The Impact of Current Trends on Investment Firm Risk Management

Looking ahead at the investment advisory industry, three trends stand out: an increase in the number of investment advisors, expansion of investment firm services, and a growing population of trust clients. 

In this article, discover how each of these trends—as well as a few others—can increase the level of risk investment firms face, and what appropriate insurance coverages your firm may need.

The Growth of the Investment Advisory Industry

Outside of the four major wirehouses (Morgan Stanley, Merrill Lynch, Wells Fargo, and UBS), the investment advisory industry is a fractured market driven by three sectors:

  • Smaller, independent registered investment advisors (RIAs)
  • Breakaway RIAs that leave the wirehouses to set up their own shops
  • Mega organizations with private equity to fund acquisitions

According to Cerulli Associates, 93% of RIAs manage less than $1 billion in assets under management (AUM), while firms above the billion-dollar mark manage 71% of channel assets and employ 47% of advisors. This is an interesting market where both small and mega firms are growing and thriving. Technology platforms such as Envestnet and Schwab allow the growth of independent wealth management and investment professionals to be more efficient from a cost perspective and more competitive from a performance perspective. These advancements are important for the consumer, giving them investment choices due to the growth of advisors with access to investments and broad service providers which also come with new risks to both the platforms, RIA users and consumers not contemplated in the traditional insurance market.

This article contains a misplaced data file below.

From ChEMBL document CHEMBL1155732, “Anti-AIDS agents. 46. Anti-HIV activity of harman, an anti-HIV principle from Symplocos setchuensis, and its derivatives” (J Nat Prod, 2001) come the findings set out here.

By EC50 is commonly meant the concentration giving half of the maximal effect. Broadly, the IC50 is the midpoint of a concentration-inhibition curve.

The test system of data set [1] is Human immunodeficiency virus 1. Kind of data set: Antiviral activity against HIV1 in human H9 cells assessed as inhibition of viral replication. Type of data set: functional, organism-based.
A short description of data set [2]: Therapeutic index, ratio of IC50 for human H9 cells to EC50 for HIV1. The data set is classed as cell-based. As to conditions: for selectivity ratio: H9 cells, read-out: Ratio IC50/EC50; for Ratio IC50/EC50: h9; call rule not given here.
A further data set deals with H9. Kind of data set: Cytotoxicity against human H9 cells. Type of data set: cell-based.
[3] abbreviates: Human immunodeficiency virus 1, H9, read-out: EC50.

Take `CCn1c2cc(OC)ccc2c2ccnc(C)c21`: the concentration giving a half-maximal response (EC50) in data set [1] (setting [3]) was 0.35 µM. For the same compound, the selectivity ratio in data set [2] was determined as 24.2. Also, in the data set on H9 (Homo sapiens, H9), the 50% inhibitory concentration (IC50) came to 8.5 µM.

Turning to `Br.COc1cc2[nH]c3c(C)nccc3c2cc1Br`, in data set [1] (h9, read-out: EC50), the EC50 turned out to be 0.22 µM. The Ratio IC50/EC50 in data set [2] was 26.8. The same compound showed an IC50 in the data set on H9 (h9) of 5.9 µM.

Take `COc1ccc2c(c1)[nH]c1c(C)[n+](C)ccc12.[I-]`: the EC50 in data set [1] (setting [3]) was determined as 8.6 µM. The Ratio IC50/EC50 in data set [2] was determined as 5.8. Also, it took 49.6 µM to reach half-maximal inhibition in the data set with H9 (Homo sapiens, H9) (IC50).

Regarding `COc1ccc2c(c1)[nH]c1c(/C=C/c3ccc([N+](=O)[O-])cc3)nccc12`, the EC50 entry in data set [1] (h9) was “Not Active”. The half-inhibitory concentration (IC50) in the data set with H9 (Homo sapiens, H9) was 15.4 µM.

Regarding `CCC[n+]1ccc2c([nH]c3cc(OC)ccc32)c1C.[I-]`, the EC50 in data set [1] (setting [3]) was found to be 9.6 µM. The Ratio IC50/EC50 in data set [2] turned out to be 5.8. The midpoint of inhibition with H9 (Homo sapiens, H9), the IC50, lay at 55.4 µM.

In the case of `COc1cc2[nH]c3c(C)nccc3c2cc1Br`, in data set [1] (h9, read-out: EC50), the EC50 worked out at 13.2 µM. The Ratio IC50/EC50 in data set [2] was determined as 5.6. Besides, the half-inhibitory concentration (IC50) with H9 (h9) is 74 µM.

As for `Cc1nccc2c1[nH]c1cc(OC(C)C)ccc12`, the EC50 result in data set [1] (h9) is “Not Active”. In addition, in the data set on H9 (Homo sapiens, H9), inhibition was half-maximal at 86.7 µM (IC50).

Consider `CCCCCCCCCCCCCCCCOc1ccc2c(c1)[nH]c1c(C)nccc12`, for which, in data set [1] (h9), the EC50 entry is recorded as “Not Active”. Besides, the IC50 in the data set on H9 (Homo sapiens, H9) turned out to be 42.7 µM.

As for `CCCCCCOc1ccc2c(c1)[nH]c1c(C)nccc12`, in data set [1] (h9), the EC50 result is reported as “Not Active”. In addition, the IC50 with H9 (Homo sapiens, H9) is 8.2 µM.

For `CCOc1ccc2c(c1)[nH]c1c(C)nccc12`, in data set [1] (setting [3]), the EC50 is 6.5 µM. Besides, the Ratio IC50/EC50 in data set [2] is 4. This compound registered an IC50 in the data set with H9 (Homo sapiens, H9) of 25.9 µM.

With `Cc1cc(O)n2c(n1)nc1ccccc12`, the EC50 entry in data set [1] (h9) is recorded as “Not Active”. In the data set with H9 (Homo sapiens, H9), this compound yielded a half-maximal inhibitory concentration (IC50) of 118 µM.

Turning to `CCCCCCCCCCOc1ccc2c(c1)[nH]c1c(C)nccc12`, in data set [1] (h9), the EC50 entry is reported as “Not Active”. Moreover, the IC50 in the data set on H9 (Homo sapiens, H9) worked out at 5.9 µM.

Professional advisor or clients with statistics, graphs and digital charts

A bit of history is important regarding the insurance market: 1986 was the first time the Institute for Certified Financial Planners endorsed an investment advisor’s errors and omissions (E&O) insurance policy. Since then, like most management liability programs, the insurance has become common, utilizing a package approach including directors and officers (D&O) liability insurance, E&O, employment practices liability, and sometimes also including a crime bond and perhaps cyber liability insurance.

However, many of these policies don’t cover issues that have emerged in recent years.

Expanding Services, with Greatest Potential in Trusts and Estate Planning

Sophisticated investment advisors are growing their business by broadening the services they provide to clients. This is driven by many dynamics, including fee compression and client retention. According to Marsh Berry, the leading “non-core” services now offered by more than half of advisory firms are insurance planning and risk management services, estate planning, tax planning, corporate retirement, philanthropic planning, and succession services and business planning. The most popular services respondent firms plan to offer are digital advice (21%) followed by succession services and business planning, philanthropic planning, concierge and lifestyle services, and tax planning.

Even though Berry states that 46% of firms already provide some form of trust services, the new services most likely to be outsourced are investment banking, trust, and tax planning. While respondents were somewhat divided on which services offer the greatest potential for growth/demand, those they mentioned most frequently were trusts and estate planning (42%).